With the holiday season winding down, many people are starting to pack all of their holiday decorations for storage for another year.
And while that may work for some individuals, those who chose to decorate with a live Christmas tree or wreath are faced with another problem: what to do with the tree now that the holidays are over.
Residents in Sedalia have the option to take their trees to the temporary yard waste facility located on New York Avenue.
“City sanitation workers aren’t picking up trees curb-side this year,” said Joleigh Melte, Executive Administrative Assistant to the city administrator and mayor. “Residents can take their trees to the temporary landfill on New York Avenue and drop them off there.”
Melte said all of the tinsel and other decorations need to be removed from the tree before they can be dropped off at the location.
The facility is open 24 hours a day, seven days a week year round, she added.
The city recycles the trees into compost that is then available for residents to purchase.
Kent Korthas with the Missouri Department of Conservation said there are several uses for residents who live in both the city and county.
“There are several benefits to wildlife for Christmas trees once the individual is ready to remove them from their home,” Korthas said. “They can make great brush piles for small animals to seek shelter in, especially in the cold.”
Korthas said many small animals such as rabbits, quail and songbirds use the discarded trees for protection.
Like Melte, Korthas advised that all ornamentation be removed before any tree is disposed.
On a short-term basis, Korthas recommended placing the tree near a bird feeder because many birds will use the tree branches as a perch for feeding.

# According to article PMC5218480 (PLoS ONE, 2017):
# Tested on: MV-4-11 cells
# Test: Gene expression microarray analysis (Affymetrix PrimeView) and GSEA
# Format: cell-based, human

“If you don’t have a many trees or shrubs around your bird feeders you can always place your Christmas tree under that so the birds can nest,” Korthas said. “I don’t recommend keeping it there long-term, but it makes good cover during the winter months for the birds.”
Korthas also recommended if a property owner has a pond to use the trees as a fish habitat.
“Trees can be placed at varying depths in ponds for fish,” Korthas said. “While they are really not needed in the deepest parts of ponds they provide good protection for fish as well.
“If you can get several trees from neighbors and friends I recommend bundling them together and then weighting them down with something like a cinder block so they stay in a more permanent spot,” Korthas added.
While it is too late for this year, Korthas suggested in future years individuals might want to consider using a living Christmas tree.
Each year individuals can order a tree, such as a pine, and plant it in a container. The tree can be used inside and decorated like any Christmas tree. Later in the spring it can be planted in the homeowner’s yard, which has additional benefits to the environment.
Hope Lecchi can be reached at 660-826-1000 ext. 1484